On the Economic Necessity for Leisure

Tom Campbell on "the country’s most over-worked, exploited and time-poor professionals... those working in design and media."

Jun 26, 2015

Green Cities helping climate change through culture and sustainability

Nov 4, 2021

How are major cities around the world responding to climate change through cultural policies and programmes?

The Green World Cities of Tomorrow: Culture and Sustainability

Paul Owens

Culture and the Climate Emergency

Apr 22, 2021

5 Priorities for World Cities in the post-covid recovery period

Culture and the Climate Emergency

Paul Owens

Culture and the Recovery: Levelling Up Culture?

Dec 4, 2020

Culture can play an important role in recovery and renewal across the UK, if the right local decision-making is put in place

Culture and the Recovery: Levelling Up Culture?

Callum Lee

Central London’s celebrated

Sep 23, 2020

This focused, coordinated set of measures can not only rescue the sector, but position it to lead the recovery

Central London’s celebrated cultural offer is in peril

Jonathan Todd

COVID-19: Government support packages for culture and creative industries #3

Aug 21, 2020

Three big questions as applications close for Arts Council England’s Cultural Recovery Fund

COVID-19: Government support packages for culture and creative industries #3

Paul Owens

COVID-19: Government support packages for culture and creative industries #2

Jul 30, 2020

The UK’s £1.57 billion recovery package: priorities for a New Deal

COVID-19: Government support packages for culture and creative industries #2

Paul Owens

COVID-19: Cities, Culture and the 3 ‘P’s: powers, partnerships, place

Jul 20, 2020

Cities are using their unique capabilities to lead recovery and renewal

COVID-19: Cities, Culture and the 3 ‘P’s: powers, partnerships, place

Paul Owens

COVID-19: Government support packages for culture and creative industries #1

Jul 7, 2020

Investing in recovery, planning for transformation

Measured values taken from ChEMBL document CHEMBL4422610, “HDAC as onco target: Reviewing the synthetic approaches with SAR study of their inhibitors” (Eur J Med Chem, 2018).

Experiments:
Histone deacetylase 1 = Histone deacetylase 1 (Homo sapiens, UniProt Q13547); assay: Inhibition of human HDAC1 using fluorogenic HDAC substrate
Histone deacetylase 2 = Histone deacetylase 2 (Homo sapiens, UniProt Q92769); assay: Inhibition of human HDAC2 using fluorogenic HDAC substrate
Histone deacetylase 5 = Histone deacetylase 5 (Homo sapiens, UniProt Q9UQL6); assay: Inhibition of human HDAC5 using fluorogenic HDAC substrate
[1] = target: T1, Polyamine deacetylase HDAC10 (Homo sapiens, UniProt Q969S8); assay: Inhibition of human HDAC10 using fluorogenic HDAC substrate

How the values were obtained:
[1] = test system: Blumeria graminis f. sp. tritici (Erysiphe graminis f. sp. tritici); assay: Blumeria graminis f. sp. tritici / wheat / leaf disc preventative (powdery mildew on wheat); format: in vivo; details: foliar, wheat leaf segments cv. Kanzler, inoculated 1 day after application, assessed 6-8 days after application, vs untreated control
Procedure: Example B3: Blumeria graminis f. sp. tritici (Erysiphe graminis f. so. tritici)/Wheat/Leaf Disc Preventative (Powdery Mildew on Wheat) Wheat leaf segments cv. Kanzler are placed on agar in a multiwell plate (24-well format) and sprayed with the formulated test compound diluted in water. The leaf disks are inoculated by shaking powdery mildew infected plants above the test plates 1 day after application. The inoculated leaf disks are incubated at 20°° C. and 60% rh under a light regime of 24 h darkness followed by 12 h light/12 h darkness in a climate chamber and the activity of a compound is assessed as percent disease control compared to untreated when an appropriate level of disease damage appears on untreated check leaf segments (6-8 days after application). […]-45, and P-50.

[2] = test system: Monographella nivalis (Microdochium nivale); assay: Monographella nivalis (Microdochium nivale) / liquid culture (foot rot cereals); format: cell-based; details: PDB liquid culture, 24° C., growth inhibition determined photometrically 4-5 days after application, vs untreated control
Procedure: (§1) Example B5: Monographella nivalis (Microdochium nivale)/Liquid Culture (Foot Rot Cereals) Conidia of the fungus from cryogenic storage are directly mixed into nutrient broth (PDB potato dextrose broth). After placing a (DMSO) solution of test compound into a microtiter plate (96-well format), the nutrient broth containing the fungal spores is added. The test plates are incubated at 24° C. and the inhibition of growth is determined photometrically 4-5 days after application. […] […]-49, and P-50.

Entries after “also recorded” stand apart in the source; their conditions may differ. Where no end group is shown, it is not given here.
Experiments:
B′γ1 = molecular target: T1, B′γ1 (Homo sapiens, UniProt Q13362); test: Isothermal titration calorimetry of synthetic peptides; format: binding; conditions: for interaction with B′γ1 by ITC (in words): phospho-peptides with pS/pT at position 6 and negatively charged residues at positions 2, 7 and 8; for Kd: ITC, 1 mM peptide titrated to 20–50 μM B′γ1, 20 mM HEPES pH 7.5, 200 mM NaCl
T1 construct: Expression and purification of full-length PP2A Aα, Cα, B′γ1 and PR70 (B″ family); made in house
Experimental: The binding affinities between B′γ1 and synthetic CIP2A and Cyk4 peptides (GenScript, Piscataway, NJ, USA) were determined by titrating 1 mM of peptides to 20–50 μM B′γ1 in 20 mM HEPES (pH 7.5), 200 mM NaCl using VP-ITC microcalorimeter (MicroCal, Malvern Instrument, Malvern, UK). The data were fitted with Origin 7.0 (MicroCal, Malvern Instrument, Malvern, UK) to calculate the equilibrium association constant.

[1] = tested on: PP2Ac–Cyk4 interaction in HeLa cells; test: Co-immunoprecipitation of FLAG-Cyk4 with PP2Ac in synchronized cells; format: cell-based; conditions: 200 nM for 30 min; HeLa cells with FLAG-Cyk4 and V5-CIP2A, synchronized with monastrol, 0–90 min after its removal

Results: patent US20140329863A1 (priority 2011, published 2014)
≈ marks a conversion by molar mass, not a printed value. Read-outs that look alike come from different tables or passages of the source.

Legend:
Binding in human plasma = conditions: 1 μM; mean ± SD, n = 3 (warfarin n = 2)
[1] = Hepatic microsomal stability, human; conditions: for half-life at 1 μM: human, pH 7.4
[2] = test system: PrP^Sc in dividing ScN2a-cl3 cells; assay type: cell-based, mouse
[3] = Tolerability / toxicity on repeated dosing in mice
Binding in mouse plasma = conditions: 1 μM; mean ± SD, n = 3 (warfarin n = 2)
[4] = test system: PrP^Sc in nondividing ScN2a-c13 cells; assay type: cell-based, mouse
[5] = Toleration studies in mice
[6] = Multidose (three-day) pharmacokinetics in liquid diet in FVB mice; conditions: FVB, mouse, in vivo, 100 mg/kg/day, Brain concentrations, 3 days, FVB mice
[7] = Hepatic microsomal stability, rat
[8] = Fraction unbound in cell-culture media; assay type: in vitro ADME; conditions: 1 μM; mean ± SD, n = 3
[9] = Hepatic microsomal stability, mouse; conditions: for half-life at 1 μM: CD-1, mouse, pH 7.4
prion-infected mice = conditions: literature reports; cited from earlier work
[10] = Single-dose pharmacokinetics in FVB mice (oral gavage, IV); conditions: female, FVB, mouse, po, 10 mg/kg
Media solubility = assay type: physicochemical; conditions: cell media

COVID-19: Government support packages for culture and creative industries #1

Paul Owens

COVID-19 is a triple blow to culture and the creative industries

Jun 30, 2020

Recovery and renewal will depend on how we address the three dimensions of the crisis

COVID-19 is a triple blow to culture and the creative industries

Paul Owens

Take planning and collaboration to whole a new level.

Jun 3, 2020

In the face of radical uncertainty leaders and policy-makers will have to take planning and collaboration to whole a new level

‘Plans are useless, planning is essential’

Paul Owens

Relief, Recovery and Renewal

May 13, 2020

Nobody knows what will happen next, but we have a good idea of the three necessary steps out of the crisis

Relief, Recovery and Renewal: navigating our way to a new kind of future

Paul Owens

The Golden Thread in the 2020s

Dec 20, 2019

A cause for optimism

Weaving the Golden Thread into the 2020s

Paul Owens

Related Articles

By BOP Consulting

Tom Campbell

Senior Associate

Tom is a Senior Associate of BOP. Tom currently leads our work on World Cities and works on a range of innovation and cultural masterplanning projects.

Tom Campbell - Senior Associate | BOP Consulting

Planning a new project?

If you are interested to learn more about our work or if you have a project you would like to discuss, get in touch.

SHARE ARTICLE
Tomas Campbell

Tom Campbell

Senior Associate